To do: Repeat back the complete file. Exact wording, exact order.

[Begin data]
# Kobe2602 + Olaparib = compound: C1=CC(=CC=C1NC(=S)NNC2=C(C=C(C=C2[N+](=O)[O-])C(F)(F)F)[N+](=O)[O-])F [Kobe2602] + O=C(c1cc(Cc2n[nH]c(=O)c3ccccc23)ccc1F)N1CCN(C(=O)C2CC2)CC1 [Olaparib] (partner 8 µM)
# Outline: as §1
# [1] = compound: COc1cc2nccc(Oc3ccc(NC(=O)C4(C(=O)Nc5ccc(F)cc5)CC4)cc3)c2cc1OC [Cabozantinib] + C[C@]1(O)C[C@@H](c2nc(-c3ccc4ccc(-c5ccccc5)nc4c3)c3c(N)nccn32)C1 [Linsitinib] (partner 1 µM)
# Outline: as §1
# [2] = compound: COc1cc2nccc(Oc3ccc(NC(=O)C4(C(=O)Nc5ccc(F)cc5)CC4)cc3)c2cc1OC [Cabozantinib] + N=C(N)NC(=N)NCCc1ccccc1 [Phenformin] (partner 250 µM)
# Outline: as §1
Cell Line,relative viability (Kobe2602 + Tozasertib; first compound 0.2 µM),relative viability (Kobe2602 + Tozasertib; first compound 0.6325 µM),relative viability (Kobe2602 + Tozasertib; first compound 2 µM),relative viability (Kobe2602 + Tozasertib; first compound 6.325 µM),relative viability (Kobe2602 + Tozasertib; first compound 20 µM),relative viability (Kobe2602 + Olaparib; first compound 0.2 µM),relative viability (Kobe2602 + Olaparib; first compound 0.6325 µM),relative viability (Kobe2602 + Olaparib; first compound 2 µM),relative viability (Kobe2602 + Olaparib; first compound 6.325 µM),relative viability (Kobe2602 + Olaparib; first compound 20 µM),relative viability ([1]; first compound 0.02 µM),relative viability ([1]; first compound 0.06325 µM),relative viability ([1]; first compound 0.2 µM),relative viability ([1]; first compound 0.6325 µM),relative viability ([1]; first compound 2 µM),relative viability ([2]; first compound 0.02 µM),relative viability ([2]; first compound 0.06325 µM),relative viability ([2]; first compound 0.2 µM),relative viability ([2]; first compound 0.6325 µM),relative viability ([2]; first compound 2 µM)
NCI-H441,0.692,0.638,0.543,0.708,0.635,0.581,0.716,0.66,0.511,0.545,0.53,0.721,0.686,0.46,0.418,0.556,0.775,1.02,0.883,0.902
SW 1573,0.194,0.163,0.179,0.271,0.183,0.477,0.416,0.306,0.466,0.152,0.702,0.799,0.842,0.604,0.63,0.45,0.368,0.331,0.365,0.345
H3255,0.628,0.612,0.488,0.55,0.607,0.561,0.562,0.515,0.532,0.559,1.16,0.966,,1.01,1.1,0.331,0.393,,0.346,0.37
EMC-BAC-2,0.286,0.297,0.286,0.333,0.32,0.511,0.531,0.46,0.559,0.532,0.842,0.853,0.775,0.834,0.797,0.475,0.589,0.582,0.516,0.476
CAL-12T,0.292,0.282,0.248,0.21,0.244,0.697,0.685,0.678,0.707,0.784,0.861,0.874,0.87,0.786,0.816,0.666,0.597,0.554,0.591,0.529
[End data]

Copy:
# Kobe2602 + Olaparib = compound: C1=CC(=CC=C1NC(=S)NNC2=C(C=C(C=C2[N+](=O)[O-])C(F)(F)F)[N+](=O)[O-])F [Kobe2602] + O=C(c1cc(Cc2n[nH]c(=O)c3ccccc23)ccc1F)N1CCN(C(=O)C2CC2)CC1 [Olaparib] (partner 8 µM)
# Outline: as §1
# [1] = compound: COc1cc2nccc(Oc3ccc(NC(=O)C4(C(=O)Nc5ccc(F)cc5)CC4)cc3)c2cc1OC [Cabozantinib] + C[C@]1(O)C[C@@H](c2nc(-c3ccc4ccc(-c5ccccc5)nc4c3)c3c(N)nccn32)C1 [Linsitinib] (partner 1 µM)
# Outline: as §1
# [2] = compound: COc1cc2nccc(Oc3ccc(NC(=O)C4(C(=O)Nc5ccc(F)cc5)CC4)cc3)c2cc1OC [Cabozantinib] + N=C(N)NC(=N)NCCc1ccccc1 [Phenformin] (partner 250 µM)
# Outline: as §1
Cell Line,relative viability (Kobe2602 + Tozasertib; first compound 0.2 µM),relative viability (Kobe2602 + Tozasertib; first compound 0.6325 µM),relative viability (Kobe2602 + Tozasertib; first compound 2 µM),relative viability (Kobe2602 + Tozasertib; first compound 6.325 µM),relative viability (Kobe2602 + Tozasertib; first compound 20 µM),relative viability (Kobe2602 + Olaparib; first compound 0.2 µM),relative viability (Kobe2602 + Olaparib; first compound 0.6325 µM),relative viability (Kobe2602 + Olaparib; first compound 2 µM),relative viability (Kobe2602 + Olaparib; first compound 6.325 µM),relative viability (Kobe2602 + Olaparib; first compound 20 µM),relative viability ([1]; first compound 0.02 µM),relative viability ([1]; first compound 0.06325 µM),relative viability ([1]; first compound 0.2 µM),relative viability ([1]; first compound 0.6325 µM),relative viability ([1]; first compound 2 µM),relative viability ([2]; first compound 0.02 µM),relative viability ([2]; first compound 0.06325 µM),relative viability ([2]; first compound 0.2 µM),relative viability ([2]; first compound 0.6325 µM),relative viability ([2]; first compound 2 µM)
NCI-H441,0.692,0.638,0.543,0.708,0.635,0.581,0.716,0.66,0.511,0.545,0.53,0.721,0.686,0.46,0.418,0.556,0.775,1.02,0.883,0.902
SW 1573,0.194,0.163,0.179,0.271,0.183,0.477,0.416,0.306,0.466,0.152,0.702,0.799,0.842,0.604,0.63,0.45,0.368,0.331,0.365,0.345
H3255,0.628,0.612,0.488,0.55,0.607,0.561,0.562,0.515,0.532,0.559,1.16,0.966,,1.01,1.1,0.331,0.393,,0.346,0.37
EMC-BAC-2,0.286,0.297,0.286,0.333,0.32,0.511,0.531,0.46,0.559,0.532,0.842,0.853,0.775,0.834,0.797,0.475,0.589,0.582,0.516,0.476
CAL-12T,0.292,0.282,0.248,0.21,0.244,0.697,0.685,0.678,0.707,0.784,0.861,0.874,0.87,0.786,0.816,0.666,0.597,0.554,0.591,0.529